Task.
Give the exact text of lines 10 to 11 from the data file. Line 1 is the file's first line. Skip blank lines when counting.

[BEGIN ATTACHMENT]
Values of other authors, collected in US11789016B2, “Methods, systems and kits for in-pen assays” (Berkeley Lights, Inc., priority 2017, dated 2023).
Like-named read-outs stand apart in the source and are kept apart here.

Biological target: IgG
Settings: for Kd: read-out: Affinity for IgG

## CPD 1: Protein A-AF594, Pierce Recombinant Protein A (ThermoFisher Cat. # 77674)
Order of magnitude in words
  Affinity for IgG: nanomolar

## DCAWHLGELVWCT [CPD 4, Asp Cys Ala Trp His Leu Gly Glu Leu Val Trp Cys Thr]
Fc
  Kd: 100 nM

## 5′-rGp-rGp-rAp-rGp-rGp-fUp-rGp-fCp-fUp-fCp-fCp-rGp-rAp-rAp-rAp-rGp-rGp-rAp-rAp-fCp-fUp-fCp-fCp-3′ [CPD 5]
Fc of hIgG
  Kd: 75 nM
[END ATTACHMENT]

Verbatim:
  Kd: 100 nM

## 5′-rGp-rGp-rAp-rGp-rGp-fUp-rGp-fCp-fUp-fCp-fCp-rGp-rAp-rAp-rAp-rGp-rGp-rAp-rAp-fCp-fUp-fCp-fCp-3′ [CPD 5]